Agriculturae Conspectus Scientificus, Vol 83, No 4 (2018)

Efficacy of Agricultural Wastes in the Control of Rice Cyst Nematode (Heterodera sacchari)

Oluwatoyin Adenike FABIYI, Oluremi Solomon OSUNLOLA, Gabriel Ademola OLATUNJI, Khassim Ajeka UMAR

Pages: 329-334


Rice cultivation is endangered by plant parasitic nematodes. Rice cyst nematode (Heterodera sacchari Luc & Merni, 1963) is one of the nematode pests which affect the quantity and quality of rice. The use of synthetic nematicide has reduced considerably yield losses incurred by H. sacchari infestation; this achievement is associated with environmental damage and occurrence of pesticide residue in food. In an effort to redeem the environment, development of alternatives to conventional nematicide is imperative. Agricultural wastes are renewable source of bio-pesticides if properly processed. The objectives of this research were: to hydrolyze pentoses and convert it to furfural in agricultural wastes; to determine the amount of furfural in 100, 150 and 200 g of agricultural waste; to incorporate the agricultural waste material into the soil as soil amendment; to determine how much furfural was released in the process of acidic/enzymatic hydrolysis of the biomaterial, and to determine the nematicidal effect of furfural in control of rice cyst nematode. Corn cobs (CNCB), rice husks (RCEH) and sorghum husks (SGMH) were digested for furfural production in place of synthetic nematicide carbofuran (CBFN) options in the management of rice cyst nematode. The quantity of furfural in 100, 150 and 200 g of each waste was determined, and the agricultural wastes were applied as soil admixes. The sorghum husk (SGMH) produced the highest furfural amount (0.796). At quantity of 200 g SGMH was significantly (p=0.05) better than all other treatments on plant height, number of tillers and rice yield. There was no significant difference of the effect of rate of application (level) on final cyst count in soil and root. Agricultural wastes, especially sorghum husks, can serve as an alternative to the use of synthetic nematicide. Residual furfural was absent in the agricultural waste after harvest. Furfural is quickly broken down by soil microorganisms under aerobic conditions; hence, it is not toxic to the environment.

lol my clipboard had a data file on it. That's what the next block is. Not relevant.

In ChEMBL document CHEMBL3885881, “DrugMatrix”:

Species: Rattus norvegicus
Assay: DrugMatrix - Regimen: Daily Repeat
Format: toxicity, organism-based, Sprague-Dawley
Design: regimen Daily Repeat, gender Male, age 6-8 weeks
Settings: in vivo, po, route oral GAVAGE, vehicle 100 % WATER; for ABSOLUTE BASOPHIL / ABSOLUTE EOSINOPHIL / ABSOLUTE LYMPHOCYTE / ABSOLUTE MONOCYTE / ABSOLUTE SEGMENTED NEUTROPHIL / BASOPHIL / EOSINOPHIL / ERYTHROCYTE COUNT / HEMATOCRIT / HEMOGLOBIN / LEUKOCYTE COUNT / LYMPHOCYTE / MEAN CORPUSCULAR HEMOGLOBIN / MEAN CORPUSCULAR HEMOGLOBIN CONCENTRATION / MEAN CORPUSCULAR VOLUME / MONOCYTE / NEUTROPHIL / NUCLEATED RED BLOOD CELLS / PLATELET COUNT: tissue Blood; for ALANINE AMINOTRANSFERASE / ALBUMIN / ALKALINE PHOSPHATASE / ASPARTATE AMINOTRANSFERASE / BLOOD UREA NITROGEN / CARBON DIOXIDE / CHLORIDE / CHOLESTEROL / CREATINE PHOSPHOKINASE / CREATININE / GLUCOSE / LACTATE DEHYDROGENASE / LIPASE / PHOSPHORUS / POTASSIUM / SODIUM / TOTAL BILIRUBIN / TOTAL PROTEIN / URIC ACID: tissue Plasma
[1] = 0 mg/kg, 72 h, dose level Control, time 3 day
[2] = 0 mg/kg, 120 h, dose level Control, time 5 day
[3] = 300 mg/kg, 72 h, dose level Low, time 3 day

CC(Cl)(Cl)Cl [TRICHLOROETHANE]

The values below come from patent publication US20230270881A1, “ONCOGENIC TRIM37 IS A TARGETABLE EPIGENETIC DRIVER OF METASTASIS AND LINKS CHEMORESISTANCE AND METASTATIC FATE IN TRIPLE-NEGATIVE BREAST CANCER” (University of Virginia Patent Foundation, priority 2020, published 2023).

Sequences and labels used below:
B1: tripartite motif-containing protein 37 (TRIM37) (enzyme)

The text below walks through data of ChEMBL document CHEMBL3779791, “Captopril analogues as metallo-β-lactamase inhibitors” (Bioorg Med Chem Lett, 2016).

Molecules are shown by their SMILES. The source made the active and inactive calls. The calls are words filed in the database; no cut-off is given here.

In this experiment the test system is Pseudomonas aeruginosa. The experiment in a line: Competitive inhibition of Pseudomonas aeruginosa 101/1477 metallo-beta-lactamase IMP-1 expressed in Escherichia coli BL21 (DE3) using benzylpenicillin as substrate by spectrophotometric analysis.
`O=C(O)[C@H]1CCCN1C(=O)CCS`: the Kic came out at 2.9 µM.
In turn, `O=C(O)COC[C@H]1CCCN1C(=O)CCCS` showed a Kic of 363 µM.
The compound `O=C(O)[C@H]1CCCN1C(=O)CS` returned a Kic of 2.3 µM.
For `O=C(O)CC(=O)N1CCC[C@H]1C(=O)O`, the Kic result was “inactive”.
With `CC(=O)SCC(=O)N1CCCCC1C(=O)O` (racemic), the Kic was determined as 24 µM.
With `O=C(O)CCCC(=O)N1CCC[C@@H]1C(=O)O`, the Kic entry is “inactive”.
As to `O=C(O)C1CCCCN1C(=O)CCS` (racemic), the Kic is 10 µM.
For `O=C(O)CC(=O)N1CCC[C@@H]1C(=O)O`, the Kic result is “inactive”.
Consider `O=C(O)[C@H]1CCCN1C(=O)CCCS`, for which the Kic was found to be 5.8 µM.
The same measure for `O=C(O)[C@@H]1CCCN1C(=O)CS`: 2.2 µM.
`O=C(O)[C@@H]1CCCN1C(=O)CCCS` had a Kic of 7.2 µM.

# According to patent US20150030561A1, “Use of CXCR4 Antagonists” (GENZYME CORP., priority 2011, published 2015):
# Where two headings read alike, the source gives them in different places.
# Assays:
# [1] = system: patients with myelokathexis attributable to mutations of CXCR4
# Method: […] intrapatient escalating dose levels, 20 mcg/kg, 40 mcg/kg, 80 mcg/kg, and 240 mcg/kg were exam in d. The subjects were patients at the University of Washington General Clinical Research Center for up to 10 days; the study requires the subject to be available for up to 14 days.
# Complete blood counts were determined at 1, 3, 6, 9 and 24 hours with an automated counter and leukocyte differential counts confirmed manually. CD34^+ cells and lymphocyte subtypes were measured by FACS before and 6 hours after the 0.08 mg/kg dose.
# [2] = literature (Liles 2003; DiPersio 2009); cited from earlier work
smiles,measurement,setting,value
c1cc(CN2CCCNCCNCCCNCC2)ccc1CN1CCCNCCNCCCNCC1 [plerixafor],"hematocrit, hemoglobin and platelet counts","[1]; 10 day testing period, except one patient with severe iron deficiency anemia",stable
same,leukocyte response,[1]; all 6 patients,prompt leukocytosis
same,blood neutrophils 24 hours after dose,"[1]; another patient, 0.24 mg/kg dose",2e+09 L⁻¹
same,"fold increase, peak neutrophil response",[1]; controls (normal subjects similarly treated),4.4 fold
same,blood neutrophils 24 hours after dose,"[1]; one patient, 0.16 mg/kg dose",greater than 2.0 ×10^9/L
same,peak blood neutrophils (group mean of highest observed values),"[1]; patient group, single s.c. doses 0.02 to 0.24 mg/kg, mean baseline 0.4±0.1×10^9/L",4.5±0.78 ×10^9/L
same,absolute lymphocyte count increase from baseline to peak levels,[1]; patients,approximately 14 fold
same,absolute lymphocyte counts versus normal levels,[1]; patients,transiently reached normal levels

pollution; hydrolysate; nematicide; extraction; furfural; Heterodera sacchari; sorghum husks

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